Business of wine guru Rob McMIllan, founder of Silicon Valley Bank, published his annual summary of the state of the U.S. wine business last week. Despite record breaking sales capping off many years of steady growth, according to the report, the rate of growth is slowing and the future looks challenging. The basic problem:
Baby boomers, who control 70 percent of US discretionary income and half of the net worth in the US, are moving into retirement and declining in both their numbers and per capita consumption.
Millennials aren’t yet embracing wine consumption as many had predicted. Damaged financial capacity is a major contributor, but cannabis legalization is another factor explaining their slow adoption of wine.
Recent negative reports about wine and health, consolidation of distributors making it difficult for some wineries to find a market, the continued emergence of Big Box stores’ private labels, and the increasing cost and declining supply of labor are among the additional factors dragging down growth rates.
But the main issue is aging baby boomers and disinterested millennials, who seem to be embracing craft beer, cocktails and cannabis rather than wine. The Great Recession of 2008 delayed the career prospects of the millennial generation just as they were entering the job market. That loss of income and job experience, coupled with massive student debt and expensive housing in urban areas, will limit their disposable income for many years thus creating strong headwinds for sales of premium wine.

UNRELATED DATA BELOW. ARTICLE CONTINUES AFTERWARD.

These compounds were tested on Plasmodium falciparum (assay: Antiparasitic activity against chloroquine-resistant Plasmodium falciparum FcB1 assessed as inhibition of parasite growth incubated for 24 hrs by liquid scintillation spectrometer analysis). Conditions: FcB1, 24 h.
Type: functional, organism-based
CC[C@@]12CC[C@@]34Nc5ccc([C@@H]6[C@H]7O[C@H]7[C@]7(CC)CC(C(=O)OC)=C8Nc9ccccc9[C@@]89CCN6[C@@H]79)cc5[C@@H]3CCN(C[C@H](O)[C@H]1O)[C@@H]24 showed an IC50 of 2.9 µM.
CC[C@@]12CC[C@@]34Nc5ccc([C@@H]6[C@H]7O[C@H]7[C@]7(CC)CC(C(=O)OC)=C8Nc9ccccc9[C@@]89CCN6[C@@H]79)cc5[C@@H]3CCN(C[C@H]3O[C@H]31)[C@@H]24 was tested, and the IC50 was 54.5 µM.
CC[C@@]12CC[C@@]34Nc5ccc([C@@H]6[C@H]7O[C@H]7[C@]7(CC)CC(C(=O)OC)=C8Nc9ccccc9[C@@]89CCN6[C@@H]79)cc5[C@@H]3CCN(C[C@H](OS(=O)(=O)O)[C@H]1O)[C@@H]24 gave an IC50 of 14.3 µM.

That trend runs up against the pricing strategies that wineries have been using the past few years. Consumers have shown they are willing to pay a bit more for a bottle of wine. Sales of wine under $10 have been flat or negative for some time, while sales have increased in the premium market. So what did wineries and retailers do? They raised their prices without necessarily improving quality. The wine that used to cost $8 now might cost you $12-$15. Of course, not every winery was able to raise prices but enough of them had sufficient market clout to do so and the strategy acquired a name—premiumization.
But that doesn’t seem like a wise strategy if you’re trying to sell wine to cash-strapped millennials. Might that have something to do with their reluctance to embrace wine? $15 is a lot of money to pay for the simple, sugary cough syrup that the big distributors are putting on supermarket shelves. Allegedly, millennials are into experiences rather than things. The only experience many so called premium wines offer is boredom.
Rob McMillan predicts premiumization has run its course and wineries will struggle to raise prices. A return to real value might be a good idea if it’s not too late.